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On Point

Obama's Iran Understanding: The Verifiable Facts


by Austin Bay
April 7, 2015

President Barack Obama initially touted his "historic understanding" with Iran as a transformational diplomatic step toward Middle East peace. Two days or so later, the White House called the "understanding" a "preliminary deal. "

Words matter, or at least they should when the "understanding" allegedly affects a theocratic dictatorship's ability to obtain and use nuclear weapons.

Both words imply a degree of agreement between parties. Regrettably, the Iranian government quickly disputed the Obama administration's claims that Tehran had made significant concessions.

To say that this obvious Iranian disagreement with Obama bodes ill for the "historic understanding" is an understatement.

Comparison to the unfortunately historic 1938 Munich Agreement strikes me as wretchedly apt. However, within 36 hours of signing the document that gave Czechoslovakia's Sudetenland to Germany, Adolf Hitler didn't contradict Neville Chamberlain's claim that Munich guaranteed "peace for our time." But Hitler did contradict him. Less than a year later, Germany attacked Poland, igniting WW2.

Chamberlain trusted Hitler's word. Among human beings, deals, understandings and even wink-and-nod arrangements involve trust by the parties that they will fulfill their part of the bargain. During the Cold War, the U.S. and its allies demanded that they be able to verify Soviet Union compliance with an agreement or treaty. Ronald Reagan often quoted a Russian proverb, "doveryai, no proveryai," which I'm told translates as "trust, but verify." No doubt Reagan relished the irony of employing it in personal conversations with Soviet leader Mikhail Gorbachev.

The Soviets at least agreed to comply with nuclear arms reductions goals and, using real, visible ink, signed documents with mutually accepted language. Moreover, Reagan showed the documents to the U.S. Senate, and that chamber got its constitutional yea or nay.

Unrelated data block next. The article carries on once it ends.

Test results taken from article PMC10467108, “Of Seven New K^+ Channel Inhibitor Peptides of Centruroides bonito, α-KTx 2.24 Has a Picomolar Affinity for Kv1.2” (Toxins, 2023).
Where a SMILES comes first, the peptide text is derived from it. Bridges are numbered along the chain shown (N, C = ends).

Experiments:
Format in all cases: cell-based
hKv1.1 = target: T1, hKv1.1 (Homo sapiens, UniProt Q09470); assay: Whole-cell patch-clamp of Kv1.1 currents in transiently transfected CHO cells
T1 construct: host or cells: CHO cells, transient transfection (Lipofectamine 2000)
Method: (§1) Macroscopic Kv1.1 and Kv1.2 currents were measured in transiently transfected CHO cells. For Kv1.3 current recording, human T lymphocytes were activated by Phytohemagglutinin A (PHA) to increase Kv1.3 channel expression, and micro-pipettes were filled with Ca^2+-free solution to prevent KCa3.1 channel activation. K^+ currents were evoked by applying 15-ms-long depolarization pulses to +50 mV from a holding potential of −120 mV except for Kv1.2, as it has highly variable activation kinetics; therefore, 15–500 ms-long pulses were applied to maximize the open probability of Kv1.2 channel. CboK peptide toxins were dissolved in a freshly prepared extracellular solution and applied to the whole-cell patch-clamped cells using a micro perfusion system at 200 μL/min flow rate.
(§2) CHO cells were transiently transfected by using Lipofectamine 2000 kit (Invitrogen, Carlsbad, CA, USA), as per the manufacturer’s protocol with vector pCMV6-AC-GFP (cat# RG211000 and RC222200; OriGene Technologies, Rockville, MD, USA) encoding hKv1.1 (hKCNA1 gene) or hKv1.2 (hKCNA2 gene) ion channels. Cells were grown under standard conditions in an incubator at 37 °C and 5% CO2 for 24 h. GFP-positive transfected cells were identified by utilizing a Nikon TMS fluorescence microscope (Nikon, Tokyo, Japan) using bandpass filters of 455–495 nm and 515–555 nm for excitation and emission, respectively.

At the moment, it isn't certain that Iran has agreed to comply with anything other than conducting more talks later this year. Yet U.S. Secretary of State John Kerry said, quote, "This is the best deal we could get."

Yes, he said that, even though this "best deal" quickly lifts the stiff economic sanctions imposed on Iran. Kerry's best deal looks like payoff.

To blunt criticism from Democrats as well as Republicans, Obama has claimed that "this deal is not based on trust; it's based on unprecedented verification."

Really? So, Mr. President, what is the coercive mechanism to enforce nuclear research and weapons development verification? The answer, so far: crickets. The "understanding" definitely fails to address Iranian missiles (nuclear weapon delivery systems).

Obama's "historic understanding" has the sad woof and warp of so many of his administration's domestic and international policy efforts: glowing, inspirational, dramatic rhetoric disguising episodic, hodge-podge, ill-considered, poorly planned and often hastily organized operations. "If you like your doctor, you can keep your doctor" is a domestic example. When Obamacare arrived, many Americans learned they could not keep their preferred doctor. Obama said Americans would eventually love the health care law. A substantial majority despises the legislative monstrosity. Now a foreign policy example: Obama's promise to "reset" U.S.-Russia relations. For Vladimir Putin, Obama's reset was a setup. Putin's Russia is now a neo-Fascist expansionary nuclear power slowing carving and digesting Ukraine. Obama's "red line" threat to punish Syria's Assad regime if it used chemical weapons against civilians, and his failure to do so when the Syrians used nerve gas, is another example.

Obama has an enormous trust problem; the man does not keep his word. But his obedient, word-mongering national media corps consistently fails to call him on this grand malfeasance.

So what can be verified regarding Iran? Here is a verifiable fact: Iran already possesses long-range ballistic missiles.

Here is another verifiable fact: more talks, sometime, somewhere in the future, has been Tehran's modus operandi for two decades. Kerry's "best deal" is an ayatollah three-fer. It gives them money. It gives them more time to develop nuclear weapons and intercontinental ballistic missiles. It also gives them diplomatic political cover to continue dithering, courtesy of Barack Obama and John Kerry.

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